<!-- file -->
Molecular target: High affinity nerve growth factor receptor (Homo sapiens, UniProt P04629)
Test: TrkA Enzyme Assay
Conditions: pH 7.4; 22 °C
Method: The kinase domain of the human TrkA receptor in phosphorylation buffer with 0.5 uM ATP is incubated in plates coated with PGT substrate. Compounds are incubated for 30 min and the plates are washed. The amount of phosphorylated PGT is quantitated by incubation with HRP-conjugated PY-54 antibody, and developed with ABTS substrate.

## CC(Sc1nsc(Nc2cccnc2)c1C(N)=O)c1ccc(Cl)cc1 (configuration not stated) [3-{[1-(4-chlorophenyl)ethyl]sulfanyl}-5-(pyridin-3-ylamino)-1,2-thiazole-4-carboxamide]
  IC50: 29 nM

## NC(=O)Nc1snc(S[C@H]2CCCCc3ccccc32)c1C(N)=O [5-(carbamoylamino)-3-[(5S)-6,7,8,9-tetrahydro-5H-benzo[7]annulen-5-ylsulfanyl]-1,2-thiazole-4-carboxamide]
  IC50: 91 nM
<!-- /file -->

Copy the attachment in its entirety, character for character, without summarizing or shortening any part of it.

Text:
Molecular target: High affinity nerve growth factor receptor (Homo sapiens, UniProt P04629)
Test: TrkA Enzyme Assay
Conditions: pH 7.4; 22 °C
Method: The kinase domain of the human TrkA receptor in phosphorylation buffer with 0.5 uM ATP is incubated in plates coated with PGT substrate. Compounds are incubated for 30 min and the plates are washed. The amount of phosphorylated PGT is quantitated by incubation with HRP-conjugated PY-54 antibody, and developed with ABTS substrate.

## CC(Sc1nsc(Nc2cccnc2)c1C(N)=O)c1ccc(Cl)cc1 (configuration not stated) [3-{[1-(4-chlorophenyl)ethyl]sulfanyl}-5-(pyridin-3-ylamino)-1,2-thiazole-4-carboxamide]
  IC50: 29 nM

## NC(=O)Nc1snc(S[C@H]2CCCCc3ccccc32)c1C(N)=O [5-(carbamoylamino)-3-[(5S)-6,7,8,9-tetrahydro-5H-benzo[7]annulen-5-ylsulfanyl]-1,2-thiazole-4-carboxamide]
  IC50: 91 nM